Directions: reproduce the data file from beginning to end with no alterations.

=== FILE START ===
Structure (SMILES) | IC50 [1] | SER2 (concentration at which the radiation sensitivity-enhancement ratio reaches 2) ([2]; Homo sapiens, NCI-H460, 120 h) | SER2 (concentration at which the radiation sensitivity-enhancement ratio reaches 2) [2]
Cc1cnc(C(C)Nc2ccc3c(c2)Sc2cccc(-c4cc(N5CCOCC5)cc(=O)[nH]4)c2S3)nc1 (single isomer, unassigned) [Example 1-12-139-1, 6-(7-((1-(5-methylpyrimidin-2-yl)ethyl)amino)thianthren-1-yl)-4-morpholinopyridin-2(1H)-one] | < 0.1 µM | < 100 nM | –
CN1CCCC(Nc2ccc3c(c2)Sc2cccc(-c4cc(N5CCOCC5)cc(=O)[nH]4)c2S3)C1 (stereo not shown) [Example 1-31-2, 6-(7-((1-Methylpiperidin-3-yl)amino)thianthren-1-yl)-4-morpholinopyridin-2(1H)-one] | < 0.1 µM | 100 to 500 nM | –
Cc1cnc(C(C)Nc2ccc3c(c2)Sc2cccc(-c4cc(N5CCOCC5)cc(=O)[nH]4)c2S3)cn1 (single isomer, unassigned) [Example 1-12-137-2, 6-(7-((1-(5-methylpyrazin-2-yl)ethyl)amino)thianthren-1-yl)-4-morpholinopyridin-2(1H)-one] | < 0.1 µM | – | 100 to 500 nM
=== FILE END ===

Structure (SMILES) | IC50 [1] | SER2 (concentration at which the radiation sensitivity-enhancement ratio reaches 2) ([2]; Homo sapiens, NCI-H460, 120 h) | SER2 (concentration at which the radiation sensitivity-enhancement ratio reaches 2) [2]
Cc1cnc(C(C)Nc2ccc3c(c2)Sc2cccc(-c4cc(N5CCOCC5)cc(=O)[nH]4)c2S3)nc1 (single isomer, unassigned) [Example 1-12-139-1, 6-(7-((1-(5-methylpyrimidin-2-yl)ethyl)amino)thianthren-1-yl)-4-morpholinopyridin-2(1H)-one] | < 0.1 µM | < 100 nM | –
CN1CCCC(Nc2ccc3c(c2)Sc2cccc(-c4cc(N5CCOCC5)cc(=O)[nH]4)c2S3)C1 (stereo not shown) [Example 1-31-2, 6-(7-((1-Methylpiperidin-3-yl)amino)thianthren-1-yl)-4-morpholinopyridin-2(1H)-one] | < 0.1 µM | 100 to 500 nM | –
Cc1cnc(C(C)Nc2ccc3c(c2)Sc2cccc(-c4cc(N5CCOCC5)cc(=O)[nH]4)c2S3)cn1 (single isomer, unassigned) [Example 1-12-137-2, 6-(7-((1-(5-methylpyrazin-2-yl)ethyl)amino)thianthren-1-yl)-4-morpholinopyridin-2(1H)-one] | < 0.1 µM | – | 100 to 500 nM